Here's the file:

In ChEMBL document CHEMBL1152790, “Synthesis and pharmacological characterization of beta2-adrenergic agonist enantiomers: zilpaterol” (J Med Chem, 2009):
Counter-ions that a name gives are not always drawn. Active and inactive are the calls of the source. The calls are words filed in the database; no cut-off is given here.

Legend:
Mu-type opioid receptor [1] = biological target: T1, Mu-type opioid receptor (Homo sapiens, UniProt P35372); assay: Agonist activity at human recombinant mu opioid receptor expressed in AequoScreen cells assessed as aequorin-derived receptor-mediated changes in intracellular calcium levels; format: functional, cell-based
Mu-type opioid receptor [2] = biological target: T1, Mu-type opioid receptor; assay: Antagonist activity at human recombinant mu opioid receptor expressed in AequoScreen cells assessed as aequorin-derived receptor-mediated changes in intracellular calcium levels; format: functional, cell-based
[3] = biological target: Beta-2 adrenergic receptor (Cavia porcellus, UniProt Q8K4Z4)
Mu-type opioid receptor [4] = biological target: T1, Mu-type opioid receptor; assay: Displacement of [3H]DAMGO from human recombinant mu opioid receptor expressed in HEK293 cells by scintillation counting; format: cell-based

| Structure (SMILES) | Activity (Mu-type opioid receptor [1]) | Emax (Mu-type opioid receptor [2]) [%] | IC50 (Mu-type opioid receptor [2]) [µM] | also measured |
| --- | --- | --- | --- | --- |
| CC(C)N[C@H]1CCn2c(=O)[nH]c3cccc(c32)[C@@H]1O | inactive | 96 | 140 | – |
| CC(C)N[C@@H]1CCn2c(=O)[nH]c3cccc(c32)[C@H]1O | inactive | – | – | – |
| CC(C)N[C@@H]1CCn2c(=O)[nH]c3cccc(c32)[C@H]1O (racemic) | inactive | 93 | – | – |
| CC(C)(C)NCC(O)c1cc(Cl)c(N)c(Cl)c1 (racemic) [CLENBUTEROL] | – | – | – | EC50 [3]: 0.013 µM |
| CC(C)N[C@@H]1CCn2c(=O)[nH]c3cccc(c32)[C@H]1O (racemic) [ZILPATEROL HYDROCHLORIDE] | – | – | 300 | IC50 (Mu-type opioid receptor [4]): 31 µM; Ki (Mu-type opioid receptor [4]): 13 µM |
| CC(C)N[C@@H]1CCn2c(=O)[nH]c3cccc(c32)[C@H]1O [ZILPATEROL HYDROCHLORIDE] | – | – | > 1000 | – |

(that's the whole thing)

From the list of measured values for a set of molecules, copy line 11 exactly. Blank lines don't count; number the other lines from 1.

| CC(C)N[C@@H]1CCn2c(=O)[nH]c3cccc(c32)[C@H]1O | inactive | – | – | – |